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The brown algae known earlier as the Phaeophyceae and more recently as the Fucophyceae (Christensen 1978) are mainly marine and benthic (nearly 2,000 species), with at most 12, and more likely only 7 genera recognized worldwide to inhabit freshwater benthos (Wilce 1966, Wehr 2003) with 265 genera currently recognized (Dawes and Mathieson 2008). They share many subcellular properties with the golden-browns (Chrysophyceae) and diatoms (Bacillariophyceae) such as chloroplast thylakoids stacked in triplicate, two unequal flagella (“heterokonts”, although absent from diatoms), major pigments (Chl a, c1, c2, β-carotene and several xanthins), and laminarin (storage reserve).

No fucophyceaens are planktonic throughout their life cycle, with only gametes suspended. All other stages are benthic. Freshwater species are mainly epiliths (Wehr 2003).

All known freshwater species have a filamentous (either uniseriate or multiseriate) or in one case (Heribaudiella fluviatilis) crustose morphology, while none become parenchymatous (tissue structure) typical of larger marine browns. Wehr (2003) agrees with earlier investigators that many freshwater habitats have been poorly studied, and that the micro-browns may have been overlooked because they are small, and often encrusted with marl (precipitated CaCO3 in elevated pH such as in the micro-environment around an actively photosynthesizing cell).

The browns are also grouped with other classes such as goldens and diatoms that have in common two different types of flagella in the motile stages, into the "stramenopiles" ("straw hairs") and/or "heterokonts" (differing poles i.e. flagella). Included are both photosynthetic and heterotrophic forms.

Evolutionary Origin:

The brown algae arose from a secondary endosymbiotic event when a unicellular red algal cell was engulfed by an ‘ancestral’ protest (Reyes-Prieto et al. 2007).  Subsequently the development of an extracellular matrix of polysaccharides enabled multicellularity through cell to cell adherence.  Such development was independent of multicellularity evolved in other classes of protists (Rhodophyceae, Chlorophyceae, Charophyceae), fungi and animals.  Inheritance of cellulose production was inherited from the unicellular red algal symbiont, while that of alginate was by horizontal gene transfer from one of the Actinobacteria (Michel et al. 2010).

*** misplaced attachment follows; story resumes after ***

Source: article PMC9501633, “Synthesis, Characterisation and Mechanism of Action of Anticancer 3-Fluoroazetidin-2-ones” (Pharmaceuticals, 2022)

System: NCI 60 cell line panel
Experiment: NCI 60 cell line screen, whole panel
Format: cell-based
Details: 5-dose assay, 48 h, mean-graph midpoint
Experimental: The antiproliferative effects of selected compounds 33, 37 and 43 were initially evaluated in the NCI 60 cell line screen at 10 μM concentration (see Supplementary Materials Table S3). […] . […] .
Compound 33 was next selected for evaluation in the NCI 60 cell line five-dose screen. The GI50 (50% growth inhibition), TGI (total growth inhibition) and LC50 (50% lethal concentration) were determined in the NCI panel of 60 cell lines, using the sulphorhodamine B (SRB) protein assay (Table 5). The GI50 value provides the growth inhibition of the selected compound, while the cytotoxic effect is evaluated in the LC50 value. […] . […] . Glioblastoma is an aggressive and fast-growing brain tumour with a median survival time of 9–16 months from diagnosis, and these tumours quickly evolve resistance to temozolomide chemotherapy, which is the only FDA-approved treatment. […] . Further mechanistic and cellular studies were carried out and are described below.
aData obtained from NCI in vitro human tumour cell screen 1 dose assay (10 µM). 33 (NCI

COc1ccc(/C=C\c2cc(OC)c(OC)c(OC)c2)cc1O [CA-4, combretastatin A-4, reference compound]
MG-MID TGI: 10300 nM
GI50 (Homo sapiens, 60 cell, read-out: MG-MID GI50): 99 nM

Commercial use of kelp

Macroscopic brown algae are called ‘kelp’, many of which are harvested for their mineral (iodine and NaCO3) and organic ‘alginate’ content, as well as directly for food.

Iodine has been used to treat goiters, NaCO3 (soda ash) has been used in the production of glass and soap, and alginate is used in food products as a thickener in ice cream, jelly, tooth paste and salad dressing. Alginate is also used in dentristy to make impressions of teeth.

Traditionally kelp has been harvested by scraping it from rocks. More recently aquaculture on long lines has been found to be economic because of its rapid growth (Flavin et al. 2013).



Christensen, T. 1978. Annotations to a textbook of phycology. Botanisk Tidsskrift 73:65-70.

Dawes, C.J. and A.C. Mathieson  2008.  The Seaweeds of Florida.  University Press of Florida (592 pp).

Flavin, K., N. Flavin and W.J. Flahive  2013.  Kelp Farming Manual.  Ocean Approved, LLC, Portland ME 04103 USA. [online]

Wehr, J.D. 2003. Brown Algae. In: Freshwater Algae of North America. J.D. Wehr and R.G. Sheath (Eds). Chapter 22.

Wilce, R.T. 1966. Pleurocladia lacustris in Arctic America. J. Phycol. 2:57-66.